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Longfellow school starts, makes another iPad leap

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Longfellow first-grade teacher Ivy Manning gets some help from Ethan Miller while demonstrating the calender function on the Smart Board on Wednesday. Wednesday was the first day of school at Longfellow 45-15 Choice Elementary School in Rochester.

Since taking over as principal at Longfellow Elementary School three years ago, Kris Davidson has found himself at the helm of one of the district's most pioneering schools.

It is the only school in the district to run on a 45-15 schedule, and in March 2012, it was the first Rochester school to pilot a one-to-one iPad program.

But on Wednesday, Longfellow's first day of school on its year-round calendar, Davidson and his staff of 35 were preoccupied with a more fundamental concern: Welcoming a new class of 324 students. Technology and tablets took a back seat to building connections between teachers and students and between kids and the school's character-driven culture.

"It's kind of a family thing," said Davidson, who, along with other teachers, sported a burnt orange T-shirt emblazoned with the school's mascot, a leopard. "That's what we preach here. We are one big family."

Davidson spoke as he roamed Longfellow's hallways, equipped with a two-way radio that crackled with news from the school's front office, where parents and other visitors arrived.


Earlier in the day, Davidson had presided over the school's first "character assembly." There, he talked to students about the school's three core values — safety, respect and responsibility — beginning the building of expectations and a culture that will support the school's academics, he said.

Here, students receive gold slips for good behavior, and they are dispensed by the hundreds each week.

But Longfellow's most recent claim to fame has been its role as the district's laboratory for technology and tablets. That began in March 2012 when Superintendent Michael Muñoz chose Longfellow as a pilot for a one-to-one program in an effort to generate internal data to support a district-wide implementation. Each student in first and second grade was supplied with his or her own iPad tablet.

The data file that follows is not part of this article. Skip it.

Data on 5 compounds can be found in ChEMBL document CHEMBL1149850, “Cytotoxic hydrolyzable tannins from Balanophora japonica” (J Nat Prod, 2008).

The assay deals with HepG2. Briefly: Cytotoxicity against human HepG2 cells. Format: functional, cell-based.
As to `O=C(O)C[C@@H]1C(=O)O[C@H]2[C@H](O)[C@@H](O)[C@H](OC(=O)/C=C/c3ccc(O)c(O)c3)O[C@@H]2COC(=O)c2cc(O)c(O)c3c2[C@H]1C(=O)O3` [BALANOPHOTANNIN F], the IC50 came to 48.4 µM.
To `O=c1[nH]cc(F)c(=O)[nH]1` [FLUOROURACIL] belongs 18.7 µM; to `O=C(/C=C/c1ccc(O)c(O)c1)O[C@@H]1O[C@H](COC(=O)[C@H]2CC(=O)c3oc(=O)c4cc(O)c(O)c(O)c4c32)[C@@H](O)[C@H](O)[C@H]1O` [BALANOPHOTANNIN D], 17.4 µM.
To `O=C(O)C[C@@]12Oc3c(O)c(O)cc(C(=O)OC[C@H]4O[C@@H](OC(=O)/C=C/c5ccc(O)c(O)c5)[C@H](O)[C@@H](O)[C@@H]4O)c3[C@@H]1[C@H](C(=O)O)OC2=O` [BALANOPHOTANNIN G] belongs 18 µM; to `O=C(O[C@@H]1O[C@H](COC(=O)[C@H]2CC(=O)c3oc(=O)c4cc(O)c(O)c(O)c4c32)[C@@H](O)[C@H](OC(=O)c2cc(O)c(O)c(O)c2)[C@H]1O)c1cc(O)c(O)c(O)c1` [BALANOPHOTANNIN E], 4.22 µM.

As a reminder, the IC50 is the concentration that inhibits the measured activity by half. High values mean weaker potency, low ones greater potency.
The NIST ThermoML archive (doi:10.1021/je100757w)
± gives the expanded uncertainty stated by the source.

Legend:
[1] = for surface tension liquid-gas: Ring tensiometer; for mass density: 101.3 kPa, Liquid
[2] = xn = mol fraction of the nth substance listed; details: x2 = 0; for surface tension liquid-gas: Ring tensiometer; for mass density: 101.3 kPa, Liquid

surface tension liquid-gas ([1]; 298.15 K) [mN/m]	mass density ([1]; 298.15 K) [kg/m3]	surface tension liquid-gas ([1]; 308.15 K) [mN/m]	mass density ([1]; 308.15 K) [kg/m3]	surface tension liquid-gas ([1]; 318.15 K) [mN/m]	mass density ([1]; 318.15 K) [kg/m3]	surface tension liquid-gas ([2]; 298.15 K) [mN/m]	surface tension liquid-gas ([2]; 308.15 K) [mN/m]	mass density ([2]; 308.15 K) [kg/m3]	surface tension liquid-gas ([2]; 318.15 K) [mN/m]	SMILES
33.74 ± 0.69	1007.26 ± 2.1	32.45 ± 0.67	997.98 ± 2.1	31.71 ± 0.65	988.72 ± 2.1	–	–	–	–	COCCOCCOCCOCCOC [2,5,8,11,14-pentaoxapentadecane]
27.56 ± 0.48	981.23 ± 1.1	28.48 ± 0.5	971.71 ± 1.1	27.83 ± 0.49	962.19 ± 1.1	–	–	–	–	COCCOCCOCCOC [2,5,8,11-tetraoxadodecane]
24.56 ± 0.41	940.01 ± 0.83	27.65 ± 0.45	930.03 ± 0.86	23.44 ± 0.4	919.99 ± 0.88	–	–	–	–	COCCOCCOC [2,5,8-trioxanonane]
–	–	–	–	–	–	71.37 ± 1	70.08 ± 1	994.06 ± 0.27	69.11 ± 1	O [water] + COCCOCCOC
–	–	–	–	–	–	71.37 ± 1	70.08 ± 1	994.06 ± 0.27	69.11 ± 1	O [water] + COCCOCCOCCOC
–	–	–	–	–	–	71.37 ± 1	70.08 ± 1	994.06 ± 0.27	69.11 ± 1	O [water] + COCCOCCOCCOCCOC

That effort will expand this year to cover all the school's grades, making Longfellow the district's first and only one-to-one school. And this year, in another first, students will have access to two SMART tables, large computer platforms that encourage students to collaborate and work in groups, officials say.

And what of the pilot? The data generated so far has offered promising hints of higher test scores and academic achievement, but are still far from conclusive. Officials point out that most pilot studies need three years to generate valid findings. Longfellow's experiment has lasted only five quarters.

But for Davidson, having seen students and teachers work with the tablets for more than a year, the verdict is in. The investment in technology has been a good one for Longfellow students, he said. In both math and reading, "I think we're moving kids," he added.

Davidson said that among Longfellow first-graders — those who had use of the tablets for a full year — the school saw the "highest level of gains" in reading. More students who entered first grade unable to read are moving to second grade now ready to read. And fewer of them are needing the intensive reading support that struggling readers often require.

One benefit of a one-to-one program is that students have access to an online library and reading material that suits their reading level.


But Davidson also emphasized that iPads are a "supplemental tool to what our staff does every day." It is one part of the educational mix. Also important is the teacher's relationship to the child, the curriculum, and the teamwork that takes place among teachers.

"The iPad is another component," he said. "The iPad creates access, equal access, for all of the kids who walk through our door every day. And when that happens, we're creating greater opportunities for our kids to learn."

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Longfellow 45-15 Choice Elementary School Principal Kris Davidson.

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